You will never be able to walk again. ”That was the devastating diagnosis the doctors made when I woke up around 9 years ago after a serious skiing accident in a German specialist clinic. But an inner voice told me "it couldn't have been". With positive thoughts, a lot of willpower and ambition, I fought my way back - and today I am here. On my own two feet
I can still remember very well how I stood on skis for the first time when I was 5 years old. I was immediately "infected". Skiing became my great passion. As a student I made the leap into the national team, later took part in international FIS races and attended the ski school in Stams / Tyrol. Even at that time I was often struggling with injuries such as torn cruciate ligament or a tendon injury to my hand. But despite all these setbacks, I always did my best and fought my way back. At that point, I never thought of quitting.
Then nine years ago I had a serious skiing accident while training in Obergurgl. My hand got stuck in a goal during giant slalom training and was thrown into a moat. The consequences were fatal: life-threatening internal injuries, a fractured thigh and incomplete paraplegia that would accompany me for the rest of my life.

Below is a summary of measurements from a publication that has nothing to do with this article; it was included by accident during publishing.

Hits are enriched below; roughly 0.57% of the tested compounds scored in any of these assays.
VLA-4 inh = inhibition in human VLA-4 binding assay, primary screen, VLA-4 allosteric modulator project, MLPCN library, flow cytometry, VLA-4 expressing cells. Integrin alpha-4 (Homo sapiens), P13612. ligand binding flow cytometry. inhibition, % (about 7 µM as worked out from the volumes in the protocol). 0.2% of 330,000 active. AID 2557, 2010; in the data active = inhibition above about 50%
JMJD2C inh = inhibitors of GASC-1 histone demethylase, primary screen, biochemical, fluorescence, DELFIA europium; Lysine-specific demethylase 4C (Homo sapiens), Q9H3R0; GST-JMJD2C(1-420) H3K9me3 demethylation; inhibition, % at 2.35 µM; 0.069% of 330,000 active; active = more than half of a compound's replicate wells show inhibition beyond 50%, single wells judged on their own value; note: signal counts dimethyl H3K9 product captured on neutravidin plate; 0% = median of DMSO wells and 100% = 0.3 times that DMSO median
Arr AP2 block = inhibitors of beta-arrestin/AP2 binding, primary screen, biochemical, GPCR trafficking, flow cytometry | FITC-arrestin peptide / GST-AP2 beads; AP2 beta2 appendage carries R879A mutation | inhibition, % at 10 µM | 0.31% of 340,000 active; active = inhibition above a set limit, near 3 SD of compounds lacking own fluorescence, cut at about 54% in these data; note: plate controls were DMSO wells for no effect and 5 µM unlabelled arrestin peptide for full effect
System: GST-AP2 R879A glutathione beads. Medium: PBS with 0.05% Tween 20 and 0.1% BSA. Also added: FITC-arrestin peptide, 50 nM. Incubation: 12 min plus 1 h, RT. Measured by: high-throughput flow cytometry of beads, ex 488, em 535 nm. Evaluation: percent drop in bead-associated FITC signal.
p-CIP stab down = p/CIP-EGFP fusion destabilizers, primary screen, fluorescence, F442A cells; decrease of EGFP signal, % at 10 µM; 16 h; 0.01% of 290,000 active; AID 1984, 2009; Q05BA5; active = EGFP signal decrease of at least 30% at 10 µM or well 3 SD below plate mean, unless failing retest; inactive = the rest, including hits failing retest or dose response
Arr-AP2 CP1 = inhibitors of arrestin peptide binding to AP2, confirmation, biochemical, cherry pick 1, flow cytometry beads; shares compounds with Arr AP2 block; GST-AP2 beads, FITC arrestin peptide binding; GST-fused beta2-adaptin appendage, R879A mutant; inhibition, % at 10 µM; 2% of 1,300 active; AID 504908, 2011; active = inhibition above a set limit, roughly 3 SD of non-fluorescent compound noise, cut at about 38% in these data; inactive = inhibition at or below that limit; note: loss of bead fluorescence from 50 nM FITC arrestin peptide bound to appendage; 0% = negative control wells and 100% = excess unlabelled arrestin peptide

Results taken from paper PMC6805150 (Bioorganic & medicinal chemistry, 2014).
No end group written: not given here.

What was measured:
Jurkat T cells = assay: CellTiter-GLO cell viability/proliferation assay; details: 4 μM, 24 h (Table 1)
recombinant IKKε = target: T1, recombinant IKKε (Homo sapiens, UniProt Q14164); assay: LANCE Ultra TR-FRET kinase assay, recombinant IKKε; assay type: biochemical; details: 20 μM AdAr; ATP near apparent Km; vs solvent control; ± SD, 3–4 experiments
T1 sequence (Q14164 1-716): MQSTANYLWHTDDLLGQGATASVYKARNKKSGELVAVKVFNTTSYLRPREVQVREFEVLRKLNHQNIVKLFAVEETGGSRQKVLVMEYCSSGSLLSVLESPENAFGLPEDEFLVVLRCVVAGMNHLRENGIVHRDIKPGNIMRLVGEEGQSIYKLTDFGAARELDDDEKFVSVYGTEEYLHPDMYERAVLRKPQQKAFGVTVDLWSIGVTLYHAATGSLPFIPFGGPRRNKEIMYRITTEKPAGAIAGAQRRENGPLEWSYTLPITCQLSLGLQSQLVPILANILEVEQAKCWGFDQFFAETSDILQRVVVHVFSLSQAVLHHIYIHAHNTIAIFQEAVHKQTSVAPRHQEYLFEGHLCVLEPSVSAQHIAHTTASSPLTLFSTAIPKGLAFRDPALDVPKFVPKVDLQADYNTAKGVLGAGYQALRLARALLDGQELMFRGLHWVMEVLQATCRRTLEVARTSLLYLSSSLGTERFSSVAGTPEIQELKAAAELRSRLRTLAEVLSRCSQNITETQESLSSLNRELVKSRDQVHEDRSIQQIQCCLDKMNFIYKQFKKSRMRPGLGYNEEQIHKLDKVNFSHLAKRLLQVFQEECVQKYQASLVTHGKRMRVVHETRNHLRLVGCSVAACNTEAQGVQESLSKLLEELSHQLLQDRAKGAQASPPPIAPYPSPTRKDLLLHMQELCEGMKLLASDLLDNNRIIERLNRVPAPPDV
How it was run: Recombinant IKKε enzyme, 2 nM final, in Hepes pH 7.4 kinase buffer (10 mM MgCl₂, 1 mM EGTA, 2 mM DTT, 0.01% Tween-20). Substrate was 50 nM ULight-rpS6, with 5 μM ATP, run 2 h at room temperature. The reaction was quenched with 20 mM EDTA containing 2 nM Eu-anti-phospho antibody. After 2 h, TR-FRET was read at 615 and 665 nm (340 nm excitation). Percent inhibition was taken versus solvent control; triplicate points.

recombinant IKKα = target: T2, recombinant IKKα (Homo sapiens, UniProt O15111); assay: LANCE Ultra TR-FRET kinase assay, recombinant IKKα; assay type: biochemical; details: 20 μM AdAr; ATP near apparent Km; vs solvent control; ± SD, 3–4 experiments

The doctors said "you will never be able to walk again".
When I woke up from a coma a few days after the accident in a German specialist clinic, the doctors had a terrible diagnosis: I would never be able to walk again. I don't know why or where it came from, but an inner voice told me at the time "that couldn't have been". Deep down, I was absolutely convinced that I would make further progress. I was aware that I might not be able to walk "normally" because of the injuries, but at least I didn't want to be dependent on a wheelchair any more.
In my mind I imagined my muscle moving again. After I felt a very small twitch, I knew that it could be done - if I only persist and fight. Thanks to luck, hard training and the unconditional support of my family and joy, I can now walk with crutches, have finished my studies and am fully employed. My passion for skiing is also unbroken despite my skiing accident.
In the meantime I am again skiing (with a monoski bob) in the youth team of the ÖSV and am committed to the Ski for life initiative, which aims to inspire disabled people to ski.
And even if I now lead a life with a disability, I can still honestly say that I am very happy with my life and that I never quarrel with my fate for a moment.
My message to everyone who has a similar fate behind them or a hard road ahead of them is: With positive thoughts and a helping of ambition, a lot is possible!